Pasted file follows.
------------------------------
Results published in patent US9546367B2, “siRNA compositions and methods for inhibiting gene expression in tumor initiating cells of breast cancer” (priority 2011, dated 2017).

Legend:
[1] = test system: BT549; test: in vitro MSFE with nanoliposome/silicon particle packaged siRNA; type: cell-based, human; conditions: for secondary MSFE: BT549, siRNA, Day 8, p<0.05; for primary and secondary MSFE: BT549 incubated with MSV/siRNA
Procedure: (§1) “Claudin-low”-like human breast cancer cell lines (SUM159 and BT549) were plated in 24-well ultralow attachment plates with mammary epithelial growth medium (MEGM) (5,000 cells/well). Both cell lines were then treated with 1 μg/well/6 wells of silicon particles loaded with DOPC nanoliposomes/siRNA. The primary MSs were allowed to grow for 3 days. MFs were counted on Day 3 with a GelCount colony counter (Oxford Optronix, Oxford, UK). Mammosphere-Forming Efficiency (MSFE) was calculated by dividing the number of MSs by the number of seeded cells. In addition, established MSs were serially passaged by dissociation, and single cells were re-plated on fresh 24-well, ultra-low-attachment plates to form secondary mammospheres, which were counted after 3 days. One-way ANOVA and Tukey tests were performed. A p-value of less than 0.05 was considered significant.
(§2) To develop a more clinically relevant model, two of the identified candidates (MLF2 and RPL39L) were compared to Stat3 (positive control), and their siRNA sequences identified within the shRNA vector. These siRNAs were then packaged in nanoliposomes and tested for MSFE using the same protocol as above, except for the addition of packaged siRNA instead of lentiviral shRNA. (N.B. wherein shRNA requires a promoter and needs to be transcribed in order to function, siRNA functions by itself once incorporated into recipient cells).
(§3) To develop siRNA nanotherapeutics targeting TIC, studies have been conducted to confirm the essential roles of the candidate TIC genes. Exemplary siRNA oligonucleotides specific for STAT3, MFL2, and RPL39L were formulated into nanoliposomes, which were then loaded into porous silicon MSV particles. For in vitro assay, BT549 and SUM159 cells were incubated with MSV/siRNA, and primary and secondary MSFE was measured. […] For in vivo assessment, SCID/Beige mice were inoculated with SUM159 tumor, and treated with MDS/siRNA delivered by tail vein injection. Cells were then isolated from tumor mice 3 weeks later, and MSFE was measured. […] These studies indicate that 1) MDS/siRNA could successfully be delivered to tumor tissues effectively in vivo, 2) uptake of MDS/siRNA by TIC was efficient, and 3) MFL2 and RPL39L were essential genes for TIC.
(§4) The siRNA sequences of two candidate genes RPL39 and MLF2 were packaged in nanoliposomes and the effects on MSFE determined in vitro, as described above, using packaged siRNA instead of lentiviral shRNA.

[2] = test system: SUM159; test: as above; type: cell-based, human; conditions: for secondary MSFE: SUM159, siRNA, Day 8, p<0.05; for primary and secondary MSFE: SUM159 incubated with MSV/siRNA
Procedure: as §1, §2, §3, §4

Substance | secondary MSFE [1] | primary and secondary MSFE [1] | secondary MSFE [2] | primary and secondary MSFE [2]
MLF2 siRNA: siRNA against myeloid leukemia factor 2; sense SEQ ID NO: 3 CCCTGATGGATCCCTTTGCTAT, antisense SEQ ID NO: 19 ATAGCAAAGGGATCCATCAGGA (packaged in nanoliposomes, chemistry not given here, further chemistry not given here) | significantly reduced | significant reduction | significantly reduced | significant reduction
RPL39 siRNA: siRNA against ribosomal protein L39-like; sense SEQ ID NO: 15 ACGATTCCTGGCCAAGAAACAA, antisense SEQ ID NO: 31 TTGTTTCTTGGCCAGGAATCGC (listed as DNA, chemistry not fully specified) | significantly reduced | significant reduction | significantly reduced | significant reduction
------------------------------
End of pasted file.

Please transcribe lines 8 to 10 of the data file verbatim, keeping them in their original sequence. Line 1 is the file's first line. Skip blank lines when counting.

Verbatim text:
[2] = test system: SUM159; test: as above; type: cell-based, human; conditions: for secondary MSFE: SUM159, siRNA, Day 8, p<0.05; for primary and secondary MSFE: SUM159 incubated with MSV/siRNA
Procedure: as §1, §2, §3, §4

Substance | secondary MSFE [1] | primary and secondary MSFE [1] | secondary MSFE [2] | primary and secondary MSFE [2]